https://www.mlb.com/news/matt-harveys-surgical-procedure-demystified/c-217925354
Jay Jaffe wrote this article I linked below in May on FG that updates the info you posted. 27 pitchers have had TOS since 2001. There's a table that Jaffe references that I can't add due to formatting. Here's an exerpt.

"The count is now up to 27 pitchers, with Carter Capps, Luke Hochevar, Tyson Ross, Nathan Karns and Vince Velasquez having followed in Harvey’s wake. (Edwards also seems to have missed counting Clayton Richard, and we both missed Nate Adcock, Daniel Bard, Mike Foltynewicz and Nick Tepesch, until readers alerted me.)

Here’s the table, ordered by post-surgery innings (for Hughes and Harrison, the numbers are with respect to their first TOS surgery):

The average total of post-surgery innings for the group is just 218, compared to an average of 657 innings prior. Excluding the three recent pitchers who have yet to return to the majors and the three who never did (Lowry, Rheinecker and Bard), those figures rise to 732 pre-surgery and 281 post-surgery. The relatively heavy post-surgical workloads of Cook and Rogers skew those figures; even excluding the zero-innings guys, the medians are just 595 innings pre-surgery and 134 post-surgery. As many as 13 of the pitchers on the list might still be considered active, though VerHagen is in the minors and Hochevar unsigned, so all of the aforementioned figures could rise with the passage of time.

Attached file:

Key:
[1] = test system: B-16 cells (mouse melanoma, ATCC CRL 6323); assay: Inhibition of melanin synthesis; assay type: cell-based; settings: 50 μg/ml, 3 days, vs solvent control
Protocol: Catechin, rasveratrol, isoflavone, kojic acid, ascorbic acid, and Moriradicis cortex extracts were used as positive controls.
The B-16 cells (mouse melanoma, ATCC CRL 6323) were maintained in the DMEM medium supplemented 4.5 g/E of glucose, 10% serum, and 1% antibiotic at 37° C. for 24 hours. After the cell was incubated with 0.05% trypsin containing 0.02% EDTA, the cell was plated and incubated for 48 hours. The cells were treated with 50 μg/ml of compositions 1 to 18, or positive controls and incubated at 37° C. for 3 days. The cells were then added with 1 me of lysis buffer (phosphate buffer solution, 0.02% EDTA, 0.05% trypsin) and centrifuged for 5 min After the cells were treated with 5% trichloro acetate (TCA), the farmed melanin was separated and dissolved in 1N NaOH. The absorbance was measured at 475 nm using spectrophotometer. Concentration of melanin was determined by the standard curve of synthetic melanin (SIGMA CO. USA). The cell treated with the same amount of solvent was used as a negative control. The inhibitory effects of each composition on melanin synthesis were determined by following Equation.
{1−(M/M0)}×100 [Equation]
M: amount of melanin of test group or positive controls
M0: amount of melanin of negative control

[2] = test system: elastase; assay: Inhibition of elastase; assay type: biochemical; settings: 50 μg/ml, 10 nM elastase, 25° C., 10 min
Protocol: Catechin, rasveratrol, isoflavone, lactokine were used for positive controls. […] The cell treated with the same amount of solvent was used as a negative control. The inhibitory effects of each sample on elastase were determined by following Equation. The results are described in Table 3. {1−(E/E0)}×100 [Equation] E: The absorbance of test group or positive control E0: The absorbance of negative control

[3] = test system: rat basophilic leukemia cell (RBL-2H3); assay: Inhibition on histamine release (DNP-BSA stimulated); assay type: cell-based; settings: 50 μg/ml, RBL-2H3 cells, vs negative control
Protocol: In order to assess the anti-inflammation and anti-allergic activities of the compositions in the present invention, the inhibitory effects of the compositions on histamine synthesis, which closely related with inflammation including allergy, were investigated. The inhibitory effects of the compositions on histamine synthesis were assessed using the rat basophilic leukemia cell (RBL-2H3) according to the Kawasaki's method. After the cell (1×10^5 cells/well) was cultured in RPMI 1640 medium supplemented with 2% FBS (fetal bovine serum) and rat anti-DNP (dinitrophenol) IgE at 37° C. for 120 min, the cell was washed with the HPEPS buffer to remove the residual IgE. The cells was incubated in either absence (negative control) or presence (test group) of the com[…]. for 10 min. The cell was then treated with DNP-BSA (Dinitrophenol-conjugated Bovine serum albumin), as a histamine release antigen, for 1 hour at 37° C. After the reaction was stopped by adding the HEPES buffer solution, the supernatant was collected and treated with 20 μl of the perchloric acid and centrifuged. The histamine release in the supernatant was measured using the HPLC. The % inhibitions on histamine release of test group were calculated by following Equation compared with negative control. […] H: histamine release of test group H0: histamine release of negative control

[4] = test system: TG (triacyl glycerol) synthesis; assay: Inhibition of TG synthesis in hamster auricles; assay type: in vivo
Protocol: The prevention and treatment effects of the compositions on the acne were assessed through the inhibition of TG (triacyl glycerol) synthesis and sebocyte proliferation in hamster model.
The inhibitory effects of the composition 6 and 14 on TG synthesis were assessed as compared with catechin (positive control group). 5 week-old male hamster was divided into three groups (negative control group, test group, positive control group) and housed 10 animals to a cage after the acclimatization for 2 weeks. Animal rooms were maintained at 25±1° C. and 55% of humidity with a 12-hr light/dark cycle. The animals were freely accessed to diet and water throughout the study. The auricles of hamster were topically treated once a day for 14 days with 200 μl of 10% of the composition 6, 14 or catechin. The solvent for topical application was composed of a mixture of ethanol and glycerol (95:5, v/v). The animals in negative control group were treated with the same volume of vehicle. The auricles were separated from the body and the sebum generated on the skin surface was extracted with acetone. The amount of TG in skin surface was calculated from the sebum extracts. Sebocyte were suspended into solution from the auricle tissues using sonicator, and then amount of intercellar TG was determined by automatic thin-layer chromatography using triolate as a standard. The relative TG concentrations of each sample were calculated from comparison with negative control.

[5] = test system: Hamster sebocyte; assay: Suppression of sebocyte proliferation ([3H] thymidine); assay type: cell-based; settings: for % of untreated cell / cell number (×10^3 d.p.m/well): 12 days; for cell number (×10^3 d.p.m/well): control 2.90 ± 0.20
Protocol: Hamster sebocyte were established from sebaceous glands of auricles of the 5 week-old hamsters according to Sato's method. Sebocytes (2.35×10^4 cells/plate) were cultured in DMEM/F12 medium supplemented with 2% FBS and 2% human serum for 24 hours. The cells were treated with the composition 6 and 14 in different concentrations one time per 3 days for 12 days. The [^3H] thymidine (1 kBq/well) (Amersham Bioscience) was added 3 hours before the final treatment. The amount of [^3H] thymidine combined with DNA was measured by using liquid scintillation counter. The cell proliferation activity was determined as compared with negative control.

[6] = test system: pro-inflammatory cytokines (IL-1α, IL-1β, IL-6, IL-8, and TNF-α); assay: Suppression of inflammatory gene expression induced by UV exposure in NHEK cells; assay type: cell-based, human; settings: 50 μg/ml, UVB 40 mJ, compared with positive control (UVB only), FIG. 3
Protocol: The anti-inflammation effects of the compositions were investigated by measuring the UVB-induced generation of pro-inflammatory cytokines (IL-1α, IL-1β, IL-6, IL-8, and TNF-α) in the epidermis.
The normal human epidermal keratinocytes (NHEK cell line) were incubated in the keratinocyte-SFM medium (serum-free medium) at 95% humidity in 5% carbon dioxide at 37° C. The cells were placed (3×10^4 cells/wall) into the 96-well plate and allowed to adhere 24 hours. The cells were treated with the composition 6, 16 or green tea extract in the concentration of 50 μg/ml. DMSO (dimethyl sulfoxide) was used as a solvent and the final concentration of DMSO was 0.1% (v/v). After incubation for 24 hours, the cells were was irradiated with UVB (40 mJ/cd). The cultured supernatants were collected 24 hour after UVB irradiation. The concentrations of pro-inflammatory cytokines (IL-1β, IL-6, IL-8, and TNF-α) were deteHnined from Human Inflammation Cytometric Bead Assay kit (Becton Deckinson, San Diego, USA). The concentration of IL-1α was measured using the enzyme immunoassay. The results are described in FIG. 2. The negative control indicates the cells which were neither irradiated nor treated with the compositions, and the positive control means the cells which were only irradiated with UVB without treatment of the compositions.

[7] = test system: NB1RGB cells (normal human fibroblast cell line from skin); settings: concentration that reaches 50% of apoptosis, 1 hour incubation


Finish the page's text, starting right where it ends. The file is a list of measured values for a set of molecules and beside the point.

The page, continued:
Given those relatively modest post-surgical innings totals and the performance data, the numbers are rather sobering, and that’s while keeping in mind that pre-surgical performance may have suffered due to the symptoms that led to the diagnoses. Of the 21 pitchers who returned to action, only five lowered their ERAs relative to the league across any sample (Beckett, Cook, Foltynewicz, Harrison, and Richard), and only five did so with respect to FIP (Cook, Foltynewicz, Harrison, Richard, and Velasquez). The ERAs of four other players rose by less than 10% (Garcia, Velasquez, Cobb, and Rogers), with Cobb and Rogers the only two about whom the same can be said with respect to FIP; these pitchers were still quite serviceable if not exactly as effective after the surgery as before, and from that group, all but Rogers are still active, which is to say that they may yet join the first group."